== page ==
analysisBy Antoinette Muller
England and India's women's cricketers will contest a Test match beginning next week. But the choice of venue and the cost of access is making it feel like a niche sport, out of reach of ordinary people. An opportunity to introduce average cricket fans to the women's game is being completely squandered.
When it comes to the setting the standard for professionalism in women's cricket, Australia and England are miles ahead compared to most other countries. Their women have had some sort of contract system in place for a good few years and have been afforded the luxury of careers in sport where others have lagged behind. South Africa only managed to become professional for the first time this year, with the entire women's squad now able to earn a living solely out of cricket.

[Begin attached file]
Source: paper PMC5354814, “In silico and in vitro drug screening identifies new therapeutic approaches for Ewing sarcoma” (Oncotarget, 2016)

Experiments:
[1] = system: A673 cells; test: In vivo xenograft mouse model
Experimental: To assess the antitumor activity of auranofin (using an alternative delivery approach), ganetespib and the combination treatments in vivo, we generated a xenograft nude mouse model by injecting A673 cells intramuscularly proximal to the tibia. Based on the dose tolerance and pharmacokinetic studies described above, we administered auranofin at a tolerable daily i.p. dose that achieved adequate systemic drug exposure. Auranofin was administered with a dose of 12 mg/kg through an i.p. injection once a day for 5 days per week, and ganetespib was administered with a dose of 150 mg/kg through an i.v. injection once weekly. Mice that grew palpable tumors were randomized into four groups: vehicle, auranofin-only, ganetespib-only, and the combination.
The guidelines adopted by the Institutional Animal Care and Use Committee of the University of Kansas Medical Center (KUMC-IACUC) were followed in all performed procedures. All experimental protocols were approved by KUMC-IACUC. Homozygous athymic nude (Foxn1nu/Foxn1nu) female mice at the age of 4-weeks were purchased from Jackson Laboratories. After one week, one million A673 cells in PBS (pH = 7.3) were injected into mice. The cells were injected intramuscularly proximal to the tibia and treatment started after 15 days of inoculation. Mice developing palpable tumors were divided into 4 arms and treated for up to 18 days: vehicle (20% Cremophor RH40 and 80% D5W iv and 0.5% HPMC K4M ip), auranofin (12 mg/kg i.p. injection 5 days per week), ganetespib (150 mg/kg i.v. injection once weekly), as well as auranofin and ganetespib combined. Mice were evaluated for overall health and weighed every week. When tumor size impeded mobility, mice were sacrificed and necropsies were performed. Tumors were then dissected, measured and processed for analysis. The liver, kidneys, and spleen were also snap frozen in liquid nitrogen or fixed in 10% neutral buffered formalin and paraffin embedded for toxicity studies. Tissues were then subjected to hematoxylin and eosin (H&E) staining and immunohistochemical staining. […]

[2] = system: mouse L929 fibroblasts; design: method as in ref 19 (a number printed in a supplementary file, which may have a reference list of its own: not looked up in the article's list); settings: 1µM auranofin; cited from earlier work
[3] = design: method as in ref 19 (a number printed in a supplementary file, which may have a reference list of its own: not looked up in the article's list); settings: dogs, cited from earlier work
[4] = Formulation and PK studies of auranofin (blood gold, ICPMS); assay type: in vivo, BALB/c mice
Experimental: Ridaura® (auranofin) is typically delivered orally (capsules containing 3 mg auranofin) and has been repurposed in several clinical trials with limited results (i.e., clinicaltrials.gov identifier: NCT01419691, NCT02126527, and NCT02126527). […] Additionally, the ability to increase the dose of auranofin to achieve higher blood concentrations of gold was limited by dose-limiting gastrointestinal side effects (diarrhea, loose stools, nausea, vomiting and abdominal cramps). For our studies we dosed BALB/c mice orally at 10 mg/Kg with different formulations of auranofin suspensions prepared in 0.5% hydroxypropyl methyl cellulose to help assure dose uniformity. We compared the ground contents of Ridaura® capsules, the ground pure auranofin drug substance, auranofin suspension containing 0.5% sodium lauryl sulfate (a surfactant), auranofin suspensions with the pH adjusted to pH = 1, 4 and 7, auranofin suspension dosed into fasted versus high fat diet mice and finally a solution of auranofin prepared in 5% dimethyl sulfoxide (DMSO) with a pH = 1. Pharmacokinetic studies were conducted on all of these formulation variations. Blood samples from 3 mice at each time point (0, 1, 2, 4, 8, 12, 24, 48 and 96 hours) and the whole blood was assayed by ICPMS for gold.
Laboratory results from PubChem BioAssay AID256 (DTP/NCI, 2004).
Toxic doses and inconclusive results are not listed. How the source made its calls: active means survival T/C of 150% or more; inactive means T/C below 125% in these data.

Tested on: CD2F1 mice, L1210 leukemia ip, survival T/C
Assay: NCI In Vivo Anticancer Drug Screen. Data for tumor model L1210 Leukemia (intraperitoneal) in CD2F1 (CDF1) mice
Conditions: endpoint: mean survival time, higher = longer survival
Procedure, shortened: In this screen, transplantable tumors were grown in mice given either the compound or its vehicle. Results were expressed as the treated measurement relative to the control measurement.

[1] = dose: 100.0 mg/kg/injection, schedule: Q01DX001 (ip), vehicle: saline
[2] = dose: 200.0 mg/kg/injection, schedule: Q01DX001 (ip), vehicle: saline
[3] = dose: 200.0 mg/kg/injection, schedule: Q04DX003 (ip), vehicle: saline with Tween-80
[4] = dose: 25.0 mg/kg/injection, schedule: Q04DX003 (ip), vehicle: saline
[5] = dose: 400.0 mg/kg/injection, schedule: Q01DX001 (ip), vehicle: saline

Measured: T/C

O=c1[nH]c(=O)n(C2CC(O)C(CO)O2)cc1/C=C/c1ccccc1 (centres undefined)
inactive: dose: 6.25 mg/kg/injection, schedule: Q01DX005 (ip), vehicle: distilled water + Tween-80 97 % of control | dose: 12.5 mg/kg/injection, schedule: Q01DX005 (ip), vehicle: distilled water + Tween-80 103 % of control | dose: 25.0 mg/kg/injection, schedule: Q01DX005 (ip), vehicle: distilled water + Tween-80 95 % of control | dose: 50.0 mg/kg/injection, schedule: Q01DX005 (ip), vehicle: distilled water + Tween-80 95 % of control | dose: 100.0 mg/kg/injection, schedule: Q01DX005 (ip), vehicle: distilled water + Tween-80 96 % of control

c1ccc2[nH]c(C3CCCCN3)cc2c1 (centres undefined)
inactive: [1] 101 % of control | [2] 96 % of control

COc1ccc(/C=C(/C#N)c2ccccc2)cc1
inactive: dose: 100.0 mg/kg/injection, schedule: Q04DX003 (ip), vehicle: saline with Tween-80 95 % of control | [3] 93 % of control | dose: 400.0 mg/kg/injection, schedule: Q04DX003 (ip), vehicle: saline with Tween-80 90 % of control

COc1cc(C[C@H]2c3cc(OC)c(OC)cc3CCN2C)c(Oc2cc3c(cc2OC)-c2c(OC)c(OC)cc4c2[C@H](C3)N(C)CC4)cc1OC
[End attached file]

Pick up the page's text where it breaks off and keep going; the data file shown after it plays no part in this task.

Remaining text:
Yet, for all the propaganda the England and Wales Cricket Board (ECB) likes to bang on about, there is still something curious about the way they treat the longest format of the women's game. Starting next week, England and India will contest a Test match for the first time in eight years. It's a great thing for women's cricket and refreshing to...